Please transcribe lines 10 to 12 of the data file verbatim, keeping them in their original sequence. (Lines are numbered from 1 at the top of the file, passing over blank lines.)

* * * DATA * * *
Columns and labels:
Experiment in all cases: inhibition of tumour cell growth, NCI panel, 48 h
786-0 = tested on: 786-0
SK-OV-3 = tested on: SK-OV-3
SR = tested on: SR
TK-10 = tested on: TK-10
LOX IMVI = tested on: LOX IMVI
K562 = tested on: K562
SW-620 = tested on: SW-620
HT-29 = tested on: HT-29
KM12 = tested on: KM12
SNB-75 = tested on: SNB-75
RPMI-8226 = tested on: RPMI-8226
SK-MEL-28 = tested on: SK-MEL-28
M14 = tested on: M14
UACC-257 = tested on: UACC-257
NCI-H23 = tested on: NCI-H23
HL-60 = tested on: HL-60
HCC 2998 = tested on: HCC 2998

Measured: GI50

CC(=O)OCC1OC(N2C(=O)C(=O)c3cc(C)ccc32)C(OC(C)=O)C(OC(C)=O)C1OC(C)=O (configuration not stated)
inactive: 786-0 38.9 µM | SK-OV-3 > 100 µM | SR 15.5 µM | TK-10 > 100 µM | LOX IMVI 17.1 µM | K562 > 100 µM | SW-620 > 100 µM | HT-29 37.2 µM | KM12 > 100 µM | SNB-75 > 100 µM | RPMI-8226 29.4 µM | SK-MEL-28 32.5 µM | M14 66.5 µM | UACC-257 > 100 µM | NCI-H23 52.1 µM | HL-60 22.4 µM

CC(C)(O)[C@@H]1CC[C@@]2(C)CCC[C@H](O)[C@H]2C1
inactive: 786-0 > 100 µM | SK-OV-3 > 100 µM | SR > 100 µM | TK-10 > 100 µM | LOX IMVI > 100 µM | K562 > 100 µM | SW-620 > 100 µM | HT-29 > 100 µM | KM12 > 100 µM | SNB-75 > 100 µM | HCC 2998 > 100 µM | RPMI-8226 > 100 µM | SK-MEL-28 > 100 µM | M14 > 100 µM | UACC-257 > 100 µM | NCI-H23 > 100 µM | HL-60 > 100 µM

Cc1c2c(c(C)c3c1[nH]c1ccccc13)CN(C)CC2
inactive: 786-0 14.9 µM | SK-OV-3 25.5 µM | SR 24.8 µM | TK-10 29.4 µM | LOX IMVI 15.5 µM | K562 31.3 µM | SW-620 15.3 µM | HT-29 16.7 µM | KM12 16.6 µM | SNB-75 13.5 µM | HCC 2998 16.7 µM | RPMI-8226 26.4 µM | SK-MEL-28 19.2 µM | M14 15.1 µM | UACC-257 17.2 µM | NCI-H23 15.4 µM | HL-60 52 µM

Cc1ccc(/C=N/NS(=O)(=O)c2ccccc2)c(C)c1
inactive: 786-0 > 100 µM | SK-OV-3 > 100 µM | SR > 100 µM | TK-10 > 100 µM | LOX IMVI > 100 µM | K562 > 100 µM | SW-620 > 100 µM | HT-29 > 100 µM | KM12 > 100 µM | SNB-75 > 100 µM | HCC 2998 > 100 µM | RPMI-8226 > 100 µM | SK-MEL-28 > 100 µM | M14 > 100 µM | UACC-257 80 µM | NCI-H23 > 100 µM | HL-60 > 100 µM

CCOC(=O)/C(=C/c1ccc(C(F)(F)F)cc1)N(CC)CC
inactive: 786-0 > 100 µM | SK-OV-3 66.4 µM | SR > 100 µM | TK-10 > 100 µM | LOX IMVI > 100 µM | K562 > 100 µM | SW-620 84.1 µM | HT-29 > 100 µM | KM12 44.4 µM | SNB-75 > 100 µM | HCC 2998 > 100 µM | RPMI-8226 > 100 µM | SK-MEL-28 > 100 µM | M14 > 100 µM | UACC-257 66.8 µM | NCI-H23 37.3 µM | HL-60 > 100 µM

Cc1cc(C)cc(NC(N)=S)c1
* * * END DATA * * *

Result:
HT-29 = tested on: HT-29
KM12 = tested on: KM12
SNB-75 = tested on: SNB-75